It is true that women are underrepresented in state and national decision-making bodies. The state of representation of women in the country’s decision-making process continues to be dismal.
With this as the background, we feel rather celebratory that one of our own members, Manisha Ahlawat, has decided to enter politics. We congratulate her for the same. She is the only woman candidate fielded by her party in the UP State Elections this year and is contesting from Meerut.
We were keen to know what made her switch from being an entrepreneur to a politician and hence asked her some questions
Q & A with Manisha Ahlawat
From VivaFit to Politics, how did this happen?
Manisha: Politics is all-pervasive in our lives, it affects people in their businesses to even day to day living. So I was always political as a citizen, woman, mother, and entrepreneur. I simply decided to take it up as a professional career now. It is the right time, my children are in college and this is the best way to give back to society. Politics is social work.
What were the barriers you faced in making the jump?
Manisha: As in any career, politics has its own entry barriers. It depends on where you want to be in the profession. From contesting elections to campaign management to strategy, there are various opportunities in politics.
I was a bit apprehensive as one would be before starting a new career or making a huge career change, especially in your forties. But since I was always politically aware and active, it didn’t seem impossible. Once you have your mind set on it, everyone will have no choice but to support you. Perseverance is important. I had my children and my life partner supporting me wholeheartedly. My parents, my siblings, and the rest of the family and friends were with me throughout. I joined politically motivated women’s groups who encouraged me and removed any self-doubts.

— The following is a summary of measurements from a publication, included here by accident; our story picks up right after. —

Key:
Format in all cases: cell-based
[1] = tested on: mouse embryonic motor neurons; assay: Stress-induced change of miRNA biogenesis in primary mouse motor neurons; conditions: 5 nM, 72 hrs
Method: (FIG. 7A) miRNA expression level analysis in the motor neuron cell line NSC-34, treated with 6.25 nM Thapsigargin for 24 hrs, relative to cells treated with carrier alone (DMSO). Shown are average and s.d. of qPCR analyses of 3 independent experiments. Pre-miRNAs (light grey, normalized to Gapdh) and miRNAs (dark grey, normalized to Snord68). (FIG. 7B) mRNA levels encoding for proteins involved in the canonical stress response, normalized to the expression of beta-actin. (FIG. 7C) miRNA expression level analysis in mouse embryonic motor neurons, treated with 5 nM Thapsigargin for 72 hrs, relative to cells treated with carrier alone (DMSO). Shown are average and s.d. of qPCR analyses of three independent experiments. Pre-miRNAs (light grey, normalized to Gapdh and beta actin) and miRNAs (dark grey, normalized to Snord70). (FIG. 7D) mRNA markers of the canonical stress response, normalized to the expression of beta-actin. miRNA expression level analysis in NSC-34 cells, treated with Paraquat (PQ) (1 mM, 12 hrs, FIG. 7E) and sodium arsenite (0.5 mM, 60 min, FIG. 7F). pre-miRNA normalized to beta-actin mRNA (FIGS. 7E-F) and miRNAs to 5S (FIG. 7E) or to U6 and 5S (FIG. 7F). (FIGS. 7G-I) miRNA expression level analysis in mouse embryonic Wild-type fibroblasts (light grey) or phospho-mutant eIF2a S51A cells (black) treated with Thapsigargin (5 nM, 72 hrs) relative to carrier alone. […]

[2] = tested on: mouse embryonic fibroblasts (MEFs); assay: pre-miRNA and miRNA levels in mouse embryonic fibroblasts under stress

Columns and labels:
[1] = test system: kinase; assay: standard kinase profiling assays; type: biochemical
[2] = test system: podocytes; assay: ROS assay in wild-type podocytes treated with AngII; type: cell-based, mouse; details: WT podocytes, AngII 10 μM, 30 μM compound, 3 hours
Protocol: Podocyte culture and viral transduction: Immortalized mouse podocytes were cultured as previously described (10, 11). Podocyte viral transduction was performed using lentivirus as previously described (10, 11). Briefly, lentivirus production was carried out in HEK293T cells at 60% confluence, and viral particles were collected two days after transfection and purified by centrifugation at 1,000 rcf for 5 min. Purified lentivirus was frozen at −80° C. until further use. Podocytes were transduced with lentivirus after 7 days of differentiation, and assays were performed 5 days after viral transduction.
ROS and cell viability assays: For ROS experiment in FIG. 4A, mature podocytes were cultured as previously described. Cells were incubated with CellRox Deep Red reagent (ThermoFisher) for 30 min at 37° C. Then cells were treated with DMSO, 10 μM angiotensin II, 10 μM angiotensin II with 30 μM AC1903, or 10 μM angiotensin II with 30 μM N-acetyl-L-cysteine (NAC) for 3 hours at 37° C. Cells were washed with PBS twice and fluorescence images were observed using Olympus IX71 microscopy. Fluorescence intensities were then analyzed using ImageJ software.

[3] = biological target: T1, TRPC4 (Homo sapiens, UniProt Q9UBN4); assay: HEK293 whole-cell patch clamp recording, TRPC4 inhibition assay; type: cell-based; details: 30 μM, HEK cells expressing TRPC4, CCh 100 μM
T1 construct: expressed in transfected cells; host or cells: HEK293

Can you tell us about the political party you are part of ?
Manisha: I have joined Rashtriya Lok Dal, the party president being Ch Jayant Singh. He is a young and progressive leader. The party speaks for the common people of our country. RLD was the first party to release its manifesto for the 2022 elections. Our party leader is well educated and is empathetic towards every section of our diverse society. I was happy to see 50% reservation for women in all government jobs as part of the RLD manifesto.
What is your constituency? What are some of the important promises you make?
Manisha: My constituency is my birth city, Meerut Cantt. I am very fortunate that I have the opportunity to work in the city that I grew up in. It pains me to see the poor state of roads and cleanliness in my city. It’s also a place of historic importance where the 1857 revolt started. I want my city to become a model city in Uttar Pradesh, with beautiful and well-lit streets and parks. Meerut is a hub of industries like sports equipment, paper, jewelry, musical instruments, scissors, and fabrics. It needs to be recognized and placed on the international map for the same. We can have ample work opportunities for youth and women if we encourage these existing industries.
Being an entrepreneur and becoming a politician requires a separate set of disciplines – what are some new habits that support you?
Manisha: I feel the entrepreneurial spirit is very much needed in politics today. We need a paradigm shift in the way we work in politics and the way people see politics. Discipline is a must, but people are a priority.
A political leader is like a CEO of her constituency. Except here she is answerable to the public. She needs to identify problems, allocate resources, create opportunities, and ideate solutions. She needs to strategize, plan and execute all policies for her constituency. And for all this, she needs to nurture a team, very similar to running your own company. So I still wear sports shoes even though my work dress is now a sari 🙂
Women and politics – your thoughts on this?
Manisha: Women are hugely underrepresented in Indian politics so there is a need for women to join politics in India. Otherwise, the issues we women care about will never get attention. Women need to be part of all decision-making when it comes to public policy.
What are some of the things you would like to achieve as a woman in politics?
Manisha: I would like more and more women to join politics. We have left it to men for far too long and the results are not good. Our food, water, air, and our children’s health and education are dependent on our politics. From local municipal board to national parliament, women need to step up and grab a seat at every table, in every house. The future of our children depends upon the politics of our present. The time is now!